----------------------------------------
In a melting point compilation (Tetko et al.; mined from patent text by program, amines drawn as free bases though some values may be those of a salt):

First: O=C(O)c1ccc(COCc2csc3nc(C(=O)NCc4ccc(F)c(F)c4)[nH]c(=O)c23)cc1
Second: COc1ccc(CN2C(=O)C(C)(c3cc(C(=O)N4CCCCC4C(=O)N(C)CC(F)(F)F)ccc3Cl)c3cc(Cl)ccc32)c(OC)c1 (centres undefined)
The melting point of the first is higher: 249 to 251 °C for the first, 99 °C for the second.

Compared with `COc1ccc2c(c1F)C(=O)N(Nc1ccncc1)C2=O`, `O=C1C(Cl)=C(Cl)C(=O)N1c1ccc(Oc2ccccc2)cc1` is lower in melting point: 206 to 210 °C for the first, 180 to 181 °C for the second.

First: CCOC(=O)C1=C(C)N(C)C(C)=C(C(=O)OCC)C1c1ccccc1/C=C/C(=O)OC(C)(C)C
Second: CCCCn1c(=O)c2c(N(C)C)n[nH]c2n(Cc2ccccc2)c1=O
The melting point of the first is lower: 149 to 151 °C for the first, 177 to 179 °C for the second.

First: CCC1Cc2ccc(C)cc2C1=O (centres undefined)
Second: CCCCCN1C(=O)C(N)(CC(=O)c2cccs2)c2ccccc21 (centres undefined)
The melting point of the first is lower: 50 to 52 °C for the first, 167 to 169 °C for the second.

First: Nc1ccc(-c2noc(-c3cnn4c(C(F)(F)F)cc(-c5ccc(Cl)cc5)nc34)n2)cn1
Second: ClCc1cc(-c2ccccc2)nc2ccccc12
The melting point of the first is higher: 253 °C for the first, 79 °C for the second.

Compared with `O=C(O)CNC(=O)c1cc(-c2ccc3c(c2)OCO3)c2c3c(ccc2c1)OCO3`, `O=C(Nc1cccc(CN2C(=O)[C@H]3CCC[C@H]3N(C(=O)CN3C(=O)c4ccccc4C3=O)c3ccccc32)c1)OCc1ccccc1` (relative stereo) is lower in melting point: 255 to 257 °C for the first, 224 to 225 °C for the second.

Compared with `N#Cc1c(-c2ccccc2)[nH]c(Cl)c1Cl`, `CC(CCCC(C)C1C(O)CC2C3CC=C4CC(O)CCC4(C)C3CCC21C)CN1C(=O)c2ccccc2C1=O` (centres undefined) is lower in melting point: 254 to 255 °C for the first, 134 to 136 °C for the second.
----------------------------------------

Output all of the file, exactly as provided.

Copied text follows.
In a melting point compilation (Tetko et al.; mined from patent text by program, amines drawn as free bases though some values may be those of a salt):

First: O=C(O)c1ccc(COCc2csc3nc(C(=O)NCc4ccc(F)c(F)c4)[nH]c(=O)c23)cc1
Second: COc1ccc(CN2C(=O)C(C)(c3cc(C(=O)N4CCCCC4C(=O)N(C)CC(F)(F)F)ccc3Cl)c3cc(Cl)ccc32)c(OC)c1 (centres undefined)
The melting point of the first is higher: 249 to 251 °C for the first, 99 °C for the second.

Compared with `COc1ccc2c(c1F)C(=O)N(Nc1ccncc1)C2=O`, `O=C1C(Cl)=C(Cl)C(=O)N1c1ccc(Oc2ccccc2)cc1` is lower in melting point: 206 to 210 °C for the first, 180 to 181 °C for the second.

First: CCOC(=O)C1=C(C)N(C)C(C)=C(C(=O)OCC)C1c1ccccc1/C=C/C(=O)OC(C)(C)C
Second: CCCCn1c(=O)c2c(N(C)C)n[nH]c2n(Cc2ccccc2)c1=O
The melting point of the first is lower: 149 to 151 °C for the first, 177 to 179 °C for the second.

First: CCC1Cc2ccc(C)cc2C1=O (centres undefined)
Second: CCCCCN1C(=O)C(N)(CC(=O)c2cccs2)c2ccccc21 (centres undefined)
The melting point of the first is lower: 50 to 52 °C for the first, 167 to 169 °C for the second.

First: Nc1ccc(-c2noc(-c3cnn4c(C(F)(F)F)cc(-c5ccc(Cl)cc5)nc34)n2)cn1
Second: ClCc1cc(-c2ccccc2)nc2ccccc12
The melting point of the first is higher: 253 °C for the first, 79 °C for the second.

Compared with `O=C(O)CNC(=O)c1cc(-c2ccc3c(c2)OCO3)c2c3c(ccc2c1)OCO3`, `O=C(Nc1cccc(CN2C(=O)[C@H]3CCC[C@H]3N(C(=O)CN3C(=O)c4ccccc4C3=O)c3ccccc32)c1)OCc1ccccc1` (relative stereo) is lower in melting point: 255 to 257 °C for the first, 224 to 225 °C for the second.

Compared with `N#Cc1c(-c2ccccc2)[nH]c(Cl)c1Cl`, `CC(CCCC(C)C1C(O)CC2C3CC=C4CC(O)CCC4(C)C3CCC21C)CN1C(=O)c2ccccc2C1=O` (centres undefined) is lower in melting point: 254 to 255 °C for the first, 134 to 136 °C for the second.